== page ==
The USDA released its latest Farmers Market Survey last week, showing 7,175 farmers markets across the country, up 17 percent from last year. This news led USDA Deputy Secretary Kathleen Merrigan to declare:
The growth in farmers markets is a sign that the local and regional food system is robust and thriving. More farmers markets mean more opportunities for small and midsize farmers — especially beginning farmers — to diversify their farms, sell their products, and grow their businesses. More farmers markets mean more local economic stimulation to more communities which, in turn, mean more job opportunities. More farmers markets mean more access to fresh, healthy, and local food.
Providing support to that argument is a new report from the Union of Concerned Scientists called “Market Forces: Creating Jobs through Public Investment in Local and Regional Food Systems.” It argues that farmers markets and — more significantly — “the local and regional food systems behind them” can be a significant source of job growth with minimal investment.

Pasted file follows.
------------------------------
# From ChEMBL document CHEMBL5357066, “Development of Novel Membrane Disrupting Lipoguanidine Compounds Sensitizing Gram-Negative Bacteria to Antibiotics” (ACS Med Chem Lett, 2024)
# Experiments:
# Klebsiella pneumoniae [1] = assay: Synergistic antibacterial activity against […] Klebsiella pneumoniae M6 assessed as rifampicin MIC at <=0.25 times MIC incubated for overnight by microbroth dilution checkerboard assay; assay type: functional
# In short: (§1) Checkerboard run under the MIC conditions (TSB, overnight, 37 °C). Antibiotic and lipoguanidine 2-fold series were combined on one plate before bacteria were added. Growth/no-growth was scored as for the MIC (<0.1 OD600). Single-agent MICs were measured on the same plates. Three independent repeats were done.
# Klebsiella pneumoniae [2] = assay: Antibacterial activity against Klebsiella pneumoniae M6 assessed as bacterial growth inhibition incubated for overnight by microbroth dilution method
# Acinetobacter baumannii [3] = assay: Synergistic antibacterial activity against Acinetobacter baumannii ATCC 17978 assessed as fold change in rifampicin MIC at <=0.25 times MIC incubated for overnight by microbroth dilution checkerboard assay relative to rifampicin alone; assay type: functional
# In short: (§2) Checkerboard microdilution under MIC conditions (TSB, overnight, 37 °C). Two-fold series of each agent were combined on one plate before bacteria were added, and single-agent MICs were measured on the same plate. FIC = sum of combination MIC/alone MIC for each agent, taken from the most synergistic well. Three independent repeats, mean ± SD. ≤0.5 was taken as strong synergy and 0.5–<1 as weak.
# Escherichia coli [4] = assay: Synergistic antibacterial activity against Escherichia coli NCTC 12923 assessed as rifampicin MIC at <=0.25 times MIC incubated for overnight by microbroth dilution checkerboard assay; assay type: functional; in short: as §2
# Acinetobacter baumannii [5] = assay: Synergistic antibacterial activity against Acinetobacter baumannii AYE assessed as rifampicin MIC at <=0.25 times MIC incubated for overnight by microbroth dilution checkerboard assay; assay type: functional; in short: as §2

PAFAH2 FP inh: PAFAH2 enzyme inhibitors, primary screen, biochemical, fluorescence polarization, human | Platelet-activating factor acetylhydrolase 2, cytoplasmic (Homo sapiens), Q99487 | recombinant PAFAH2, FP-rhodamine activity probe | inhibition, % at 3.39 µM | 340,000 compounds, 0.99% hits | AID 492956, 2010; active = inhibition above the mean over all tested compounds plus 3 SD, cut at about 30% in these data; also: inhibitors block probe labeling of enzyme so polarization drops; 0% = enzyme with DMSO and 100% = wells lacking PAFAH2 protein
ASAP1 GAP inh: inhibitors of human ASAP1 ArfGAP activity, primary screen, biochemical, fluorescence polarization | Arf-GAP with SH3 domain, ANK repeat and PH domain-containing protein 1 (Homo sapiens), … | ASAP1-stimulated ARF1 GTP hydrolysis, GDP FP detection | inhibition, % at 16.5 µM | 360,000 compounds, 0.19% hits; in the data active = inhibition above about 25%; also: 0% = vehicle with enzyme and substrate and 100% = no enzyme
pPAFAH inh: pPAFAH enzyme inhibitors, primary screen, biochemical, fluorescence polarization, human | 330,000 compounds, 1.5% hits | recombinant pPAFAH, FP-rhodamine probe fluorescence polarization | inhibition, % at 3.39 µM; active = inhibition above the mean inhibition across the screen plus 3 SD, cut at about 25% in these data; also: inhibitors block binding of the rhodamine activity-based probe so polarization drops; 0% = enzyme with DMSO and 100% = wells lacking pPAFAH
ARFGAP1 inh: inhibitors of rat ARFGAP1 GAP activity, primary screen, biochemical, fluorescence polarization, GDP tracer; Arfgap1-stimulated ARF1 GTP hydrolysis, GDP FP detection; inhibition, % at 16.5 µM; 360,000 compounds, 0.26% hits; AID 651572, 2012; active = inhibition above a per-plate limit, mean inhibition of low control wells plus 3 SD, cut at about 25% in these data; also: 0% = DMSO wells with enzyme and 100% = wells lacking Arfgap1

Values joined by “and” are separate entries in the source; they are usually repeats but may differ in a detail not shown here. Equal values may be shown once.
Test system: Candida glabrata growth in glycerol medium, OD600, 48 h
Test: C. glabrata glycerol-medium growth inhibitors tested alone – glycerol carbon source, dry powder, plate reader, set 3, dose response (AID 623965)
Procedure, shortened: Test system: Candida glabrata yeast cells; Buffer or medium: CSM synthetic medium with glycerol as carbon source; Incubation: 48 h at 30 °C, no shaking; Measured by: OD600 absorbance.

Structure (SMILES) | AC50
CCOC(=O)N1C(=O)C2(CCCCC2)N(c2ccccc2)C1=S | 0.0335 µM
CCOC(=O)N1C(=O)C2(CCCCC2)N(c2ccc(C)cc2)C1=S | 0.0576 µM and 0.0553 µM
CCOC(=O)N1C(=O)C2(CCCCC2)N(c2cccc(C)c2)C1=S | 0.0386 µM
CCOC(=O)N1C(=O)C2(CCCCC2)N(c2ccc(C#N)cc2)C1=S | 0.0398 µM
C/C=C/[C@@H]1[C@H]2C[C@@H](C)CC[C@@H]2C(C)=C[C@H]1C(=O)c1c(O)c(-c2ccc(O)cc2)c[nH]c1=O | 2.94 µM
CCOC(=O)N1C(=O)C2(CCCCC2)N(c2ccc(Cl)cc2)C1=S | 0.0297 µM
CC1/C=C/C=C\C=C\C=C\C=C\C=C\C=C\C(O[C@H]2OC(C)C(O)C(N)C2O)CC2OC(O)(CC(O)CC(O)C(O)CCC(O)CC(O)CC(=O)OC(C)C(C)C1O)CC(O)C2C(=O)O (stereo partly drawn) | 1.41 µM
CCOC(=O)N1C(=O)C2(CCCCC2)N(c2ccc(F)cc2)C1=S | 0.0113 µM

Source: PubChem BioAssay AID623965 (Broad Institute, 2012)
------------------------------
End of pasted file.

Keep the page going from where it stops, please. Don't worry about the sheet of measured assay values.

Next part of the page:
The report is actually about far more than farmers markets. Report author Jeffrey O’Hara uses farmers markets as a proxy for the whole concept of local and regional distribution of food. And it turns out that, with proper support, growing and distributing fruit and vegetables either directly to consumers or through regional food hubs can represent a real job engine for both rural and urban areas.
The report suggests that government support for new and struggling farmers markets is particularly effective. It states that “modest public funding for 100 to 500 otherwise-unsuccessful farmers markets a year could create as many as 13,500 jobs over a five-year period.” But that’s a floor for job growth rather than a ceiling. Just as significant is support for other local-food institutions such as food hubs and farm-to-school programs — indeed, these kinds of initiatives are what will allow local food systems to scale. More ambitiously, the report also calls for an expansion of farm credit availability to small farmers and changes in the federal crop insurance program to include more “whole farm” coverage rather than the current system which is focused on commodity crops such as corn, wheat, soy, and cotton.